foundations. If not already available, I would also expect them to require a
soil survey to test the moisture content and "shrinkability" factor. I guess
you should first look up Arboriculturalist in Yellow pages or on the web. If
this is fruitless, your local Planning Office will have a Tree Officer who can
probably give you some names.
Peter (who has handled more subsidence claims than hot dinners!)
On Sun, 18 Jan 2004 11:13:34 -0000, "Peter Taylor"
I won't comment much on specifics but agree with Peter.
The problem is a building having been built with inadequate
foundations. The expertise required is that of a structural engineer
rather than arboriculturalist. Run a google on uktc and search the
archive. There has been a recent test case in London which set the
precedent (and it was one I did not expect).
Yes, I guess you are referring to Westminster City Council v Delaware Mansions.
Here the Mansions suffered serious subsidence damage in 1989 caused by the roots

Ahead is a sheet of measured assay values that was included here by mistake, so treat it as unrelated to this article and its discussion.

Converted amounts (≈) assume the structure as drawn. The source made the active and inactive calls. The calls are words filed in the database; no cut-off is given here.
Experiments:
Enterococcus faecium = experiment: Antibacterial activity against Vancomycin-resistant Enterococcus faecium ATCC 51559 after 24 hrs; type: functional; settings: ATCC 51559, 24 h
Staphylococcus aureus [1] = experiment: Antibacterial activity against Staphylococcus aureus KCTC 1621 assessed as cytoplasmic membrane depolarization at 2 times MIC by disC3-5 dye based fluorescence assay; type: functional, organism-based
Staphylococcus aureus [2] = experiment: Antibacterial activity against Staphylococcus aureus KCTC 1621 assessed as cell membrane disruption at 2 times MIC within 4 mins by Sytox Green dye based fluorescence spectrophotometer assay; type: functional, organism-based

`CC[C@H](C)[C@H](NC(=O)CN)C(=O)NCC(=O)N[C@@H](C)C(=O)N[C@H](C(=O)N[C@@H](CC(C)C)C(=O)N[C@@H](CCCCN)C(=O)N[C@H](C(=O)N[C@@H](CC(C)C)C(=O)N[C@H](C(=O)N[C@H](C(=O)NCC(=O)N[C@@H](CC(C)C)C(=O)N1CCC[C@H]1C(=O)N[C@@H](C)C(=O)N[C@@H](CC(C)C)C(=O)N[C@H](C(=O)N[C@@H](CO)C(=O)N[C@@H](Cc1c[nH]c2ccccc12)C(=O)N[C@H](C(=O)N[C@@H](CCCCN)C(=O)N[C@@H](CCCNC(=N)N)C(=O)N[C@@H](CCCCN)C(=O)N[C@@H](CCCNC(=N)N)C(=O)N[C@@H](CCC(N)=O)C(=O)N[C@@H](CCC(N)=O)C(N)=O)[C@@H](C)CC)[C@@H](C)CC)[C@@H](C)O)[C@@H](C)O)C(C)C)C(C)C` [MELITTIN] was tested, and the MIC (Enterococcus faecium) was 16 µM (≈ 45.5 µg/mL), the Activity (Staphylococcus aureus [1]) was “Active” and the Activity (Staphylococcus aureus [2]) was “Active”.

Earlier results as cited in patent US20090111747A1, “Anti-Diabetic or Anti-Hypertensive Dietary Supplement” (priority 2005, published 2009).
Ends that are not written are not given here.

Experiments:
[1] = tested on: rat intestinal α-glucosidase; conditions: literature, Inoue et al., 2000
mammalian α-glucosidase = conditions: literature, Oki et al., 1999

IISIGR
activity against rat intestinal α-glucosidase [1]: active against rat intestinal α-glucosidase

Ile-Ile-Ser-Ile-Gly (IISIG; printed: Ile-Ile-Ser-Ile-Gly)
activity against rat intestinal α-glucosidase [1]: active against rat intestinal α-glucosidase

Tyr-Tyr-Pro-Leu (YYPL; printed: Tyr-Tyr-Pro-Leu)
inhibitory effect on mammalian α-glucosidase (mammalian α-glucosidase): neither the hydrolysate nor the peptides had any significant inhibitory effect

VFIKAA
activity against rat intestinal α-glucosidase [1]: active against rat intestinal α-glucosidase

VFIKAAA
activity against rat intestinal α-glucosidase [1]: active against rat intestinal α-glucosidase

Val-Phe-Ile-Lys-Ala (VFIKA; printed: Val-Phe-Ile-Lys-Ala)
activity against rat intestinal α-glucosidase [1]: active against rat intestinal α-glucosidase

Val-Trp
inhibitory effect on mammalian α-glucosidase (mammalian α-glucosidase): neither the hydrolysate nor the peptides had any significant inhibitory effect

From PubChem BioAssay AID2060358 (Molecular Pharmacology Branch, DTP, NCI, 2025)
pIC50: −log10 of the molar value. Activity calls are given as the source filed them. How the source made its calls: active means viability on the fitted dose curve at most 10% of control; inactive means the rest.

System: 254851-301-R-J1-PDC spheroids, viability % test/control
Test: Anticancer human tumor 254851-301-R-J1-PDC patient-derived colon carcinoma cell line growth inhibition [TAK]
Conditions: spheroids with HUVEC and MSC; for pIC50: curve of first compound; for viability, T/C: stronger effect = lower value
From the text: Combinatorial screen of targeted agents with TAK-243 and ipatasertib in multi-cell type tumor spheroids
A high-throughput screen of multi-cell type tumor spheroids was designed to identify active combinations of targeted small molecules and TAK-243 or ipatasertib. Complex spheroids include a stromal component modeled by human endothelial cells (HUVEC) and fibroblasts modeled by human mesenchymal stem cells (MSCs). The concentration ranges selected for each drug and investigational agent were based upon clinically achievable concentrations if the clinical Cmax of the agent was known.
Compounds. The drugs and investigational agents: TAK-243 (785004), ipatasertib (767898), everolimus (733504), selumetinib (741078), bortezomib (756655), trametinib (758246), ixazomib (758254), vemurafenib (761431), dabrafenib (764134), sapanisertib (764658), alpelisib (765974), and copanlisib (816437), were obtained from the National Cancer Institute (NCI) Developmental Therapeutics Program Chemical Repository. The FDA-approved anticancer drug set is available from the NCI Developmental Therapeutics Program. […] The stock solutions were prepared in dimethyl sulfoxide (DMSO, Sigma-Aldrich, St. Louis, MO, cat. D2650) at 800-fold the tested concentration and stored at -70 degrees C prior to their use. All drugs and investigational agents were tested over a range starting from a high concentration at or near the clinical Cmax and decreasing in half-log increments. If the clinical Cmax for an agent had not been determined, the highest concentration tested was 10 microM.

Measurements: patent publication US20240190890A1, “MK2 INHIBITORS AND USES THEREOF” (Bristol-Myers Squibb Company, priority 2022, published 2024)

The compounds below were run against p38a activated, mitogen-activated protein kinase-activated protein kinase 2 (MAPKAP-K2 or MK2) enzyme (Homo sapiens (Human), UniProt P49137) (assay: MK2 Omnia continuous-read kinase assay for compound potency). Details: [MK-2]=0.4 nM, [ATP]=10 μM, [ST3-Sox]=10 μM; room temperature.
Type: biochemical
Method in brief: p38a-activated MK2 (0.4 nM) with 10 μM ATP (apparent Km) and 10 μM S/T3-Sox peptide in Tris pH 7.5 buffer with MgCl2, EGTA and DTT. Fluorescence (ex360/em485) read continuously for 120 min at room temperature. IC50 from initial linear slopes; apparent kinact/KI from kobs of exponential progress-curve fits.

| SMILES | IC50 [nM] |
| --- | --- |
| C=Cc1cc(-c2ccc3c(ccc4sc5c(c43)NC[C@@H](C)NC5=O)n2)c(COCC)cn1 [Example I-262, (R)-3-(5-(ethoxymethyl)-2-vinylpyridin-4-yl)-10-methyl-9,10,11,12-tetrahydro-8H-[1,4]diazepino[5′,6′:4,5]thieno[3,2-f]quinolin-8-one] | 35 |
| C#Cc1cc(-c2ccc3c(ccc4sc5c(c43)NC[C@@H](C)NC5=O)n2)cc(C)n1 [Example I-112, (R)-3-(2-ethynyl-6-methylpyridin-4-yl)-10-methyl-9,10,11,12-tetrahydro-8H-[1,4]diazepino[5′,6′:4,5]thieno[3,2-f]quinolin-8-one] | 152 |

of a tree in the public highway in front of the property, owned by the council.
The insurers of the Mansions formally notified the council of the damage being
caused by the tree, but they failed to do anything about it for over 2 years.
It was this inaction that eventually led to them being successfully sued for the
cost of the repairs.
The important issue established here is that if you take prompt action to abate
the nuisance after receiving a formal notification, you will NOT liable for the
damage, even though it has already been done. But if you do nothing then you
could be liable and, what's more, if you don't inform your insurers there is a
threat they will back out and not support you. The best advice, as I stated
previously, is to notify your insurers immediately you receive such a warning.
They will take control and they cannot blame you and back out if there is any
Yes, but an Arboriculturalist will be the best person to consult about the tree,
which was the subject of this thread. The insurers will appoint an Engineer.
On Sun, 18 Jan 2004 14:52:52 -0000, "Peter Taylor"
That's the one.